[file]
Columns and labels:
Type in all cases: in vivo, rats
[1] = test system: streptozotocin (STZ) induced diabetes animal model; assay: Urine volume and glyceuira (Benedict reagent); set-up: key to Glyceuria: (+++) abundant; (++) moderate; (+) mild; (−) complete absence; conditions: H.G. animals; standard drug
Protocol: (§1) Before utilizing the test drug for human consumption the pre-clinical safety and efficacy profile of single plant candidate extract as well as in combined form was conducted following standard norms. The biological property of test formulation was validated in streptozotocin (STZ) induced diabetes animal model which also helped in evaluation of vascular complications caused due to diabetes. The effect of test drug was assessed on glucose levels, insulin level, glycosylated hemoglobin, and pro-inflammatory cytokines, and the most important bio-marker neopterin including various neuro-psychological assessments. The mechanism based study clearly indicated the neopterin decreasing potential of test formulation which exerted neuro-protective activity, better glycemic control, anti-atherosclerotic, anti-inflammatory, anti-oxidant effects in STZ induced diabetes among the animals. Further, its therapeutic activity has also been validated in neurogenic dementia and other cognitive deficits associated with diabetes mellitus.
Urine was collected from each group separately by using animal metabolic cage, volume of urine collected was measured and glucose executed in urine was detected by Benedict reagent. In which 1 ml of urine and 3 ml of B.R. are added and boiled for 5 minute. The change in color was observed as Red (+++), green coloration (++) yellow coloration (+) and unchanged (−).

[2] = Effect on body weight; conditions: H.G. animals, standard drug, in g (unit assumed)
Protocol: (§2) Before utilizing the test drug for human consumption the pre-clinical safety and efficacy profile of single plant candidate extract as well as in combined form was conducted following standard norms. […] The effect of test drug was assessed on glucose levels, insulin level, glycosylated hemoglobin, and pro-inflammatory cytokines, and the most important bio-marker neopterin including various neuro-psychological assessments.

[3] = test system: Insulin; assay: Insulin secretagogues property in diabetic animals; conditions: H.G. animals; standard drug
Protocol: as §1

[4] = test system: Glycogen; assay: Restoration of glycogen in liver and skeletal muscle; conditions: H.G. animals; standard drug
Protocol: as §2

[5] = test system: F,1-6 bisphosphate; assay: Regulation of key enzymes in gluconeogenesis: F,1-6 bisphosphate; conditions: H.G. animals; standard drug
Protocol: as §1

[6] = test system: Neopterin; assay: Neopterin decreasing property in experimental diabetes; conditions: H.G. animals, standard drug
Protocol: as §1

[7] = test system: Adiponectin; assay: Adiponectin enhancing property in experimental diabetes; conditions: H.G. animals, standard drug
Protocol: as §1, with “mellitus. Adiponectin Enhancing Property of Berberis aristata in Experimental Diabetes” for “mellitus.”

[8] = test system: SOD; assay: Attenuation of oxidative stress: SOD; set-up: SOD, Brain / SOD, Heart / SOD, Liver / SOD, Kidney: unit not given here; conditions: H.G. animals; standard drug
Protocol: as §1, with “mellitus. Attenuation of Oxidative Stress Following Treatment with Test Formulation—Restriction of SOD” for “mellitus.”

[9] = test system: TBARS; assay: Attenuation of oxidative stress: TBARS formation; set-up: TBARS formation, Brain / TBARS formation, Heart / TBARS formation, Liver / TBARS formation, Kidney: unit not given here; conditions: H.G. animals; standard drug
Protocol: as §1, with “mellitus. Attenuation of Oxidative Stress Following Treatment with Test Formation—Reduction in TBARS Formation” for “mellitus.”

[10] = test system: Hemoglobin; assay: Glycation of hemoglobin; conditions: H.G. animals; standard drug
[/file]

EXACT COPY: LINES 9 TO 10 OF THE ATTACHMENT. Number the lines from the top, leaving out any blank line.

Protocol: as §1

[4] = test system: Glycogen; assay: Restoration of glycogen in liver and skeletal muscle; conditions: H.G. animals; standard drug